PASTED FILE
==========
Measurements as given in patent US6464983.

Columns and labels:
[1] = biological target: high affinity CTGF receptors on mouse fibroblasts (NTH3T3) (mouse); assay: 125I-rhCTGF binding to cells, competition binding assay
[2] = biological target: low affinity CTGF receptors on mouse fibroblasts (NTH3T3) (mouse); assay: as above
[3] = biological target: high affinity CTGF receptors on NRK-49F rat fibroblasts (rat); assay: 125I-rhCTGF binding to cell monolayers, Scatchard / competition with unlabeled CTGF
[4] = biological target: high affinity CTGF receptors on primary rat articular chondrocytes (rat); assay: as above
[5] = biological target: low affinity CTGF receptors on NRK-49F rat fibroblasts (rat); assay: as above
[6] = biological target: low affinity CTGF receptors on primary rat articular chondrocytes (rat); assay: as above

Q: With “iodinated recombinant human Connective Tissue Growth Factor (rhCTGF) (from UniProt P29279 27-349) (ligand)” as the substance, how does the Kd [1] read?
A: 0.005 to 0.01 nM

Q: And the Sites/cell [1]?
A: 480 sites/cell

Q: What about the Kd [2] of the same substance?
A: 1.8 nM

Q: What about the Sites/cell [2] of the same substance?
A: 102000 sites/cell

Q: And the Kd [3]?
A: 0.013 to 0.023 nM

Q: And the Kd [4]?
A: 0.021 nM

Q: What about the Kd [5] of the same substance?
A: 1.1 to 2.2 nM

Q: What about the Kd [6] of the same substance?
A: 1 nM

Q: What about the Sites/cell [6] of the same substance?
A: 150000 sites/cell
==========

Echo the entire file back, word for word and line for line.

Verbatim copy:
Measurements as given in patent US6464983.

Columns and labels:
[1] = biological target: high affinity CTGF receptors on mouse fibroblasts (NTH3T3) (mouse); assay: 125I-rhCTGF binding to cells, competition binding assay
[2] = biological target: low affinity CTGF receptors on mouse fibroblasts (NTH3T3) (mouse); assay: as above
[3] = biological target: high affinity CTGF receptors on NRK-49F rat fibroblasts (rat); assay: 125I-rhCTGF binding to cell monolayers, Scatchard / competition with unlabeled CTGF
[4] = biological target: high affinity CTGF receptors on primary rat articular chondrocytes (rat); assay: as above
[5] = biological target: low affinity CTGF receptors on NRK-49F rat fibroblasts (rat); assay: as above
[6] = biological target: low affinity CTGF receptors on primary rat articular chondrocytes (rat); assay: as above

Q: With “iodinated recombinant human Connective Tissue Growth Factor (rhCTGF) (from UniProt P29279 27-349) (ligand)” as the substance, how does the Kd [1] read?
A: 0.005 to 0.01 nM

Q: And the Sites/cell [1]?
A: 480 sites/cell

Q: What about the Kd [2] of the same substance?
A: 1.8 nM

Q: What about the Sites/cell [2] of the same substance?
A: 102000 sites/cell

Q: And the Kd [3]?
A: 0.013 to 0.023 nM

Q: And the Kd [4]?
A: 0.021 nM

Q: What about the Kd [5] of the same substance?
A: 1.1 to 2.2 nM

Q: What about the Kd [6] of the same substance?
A: 1 nM

Q: What about the Sites/cell [6] of the same substance?
A: 150000 sites/cell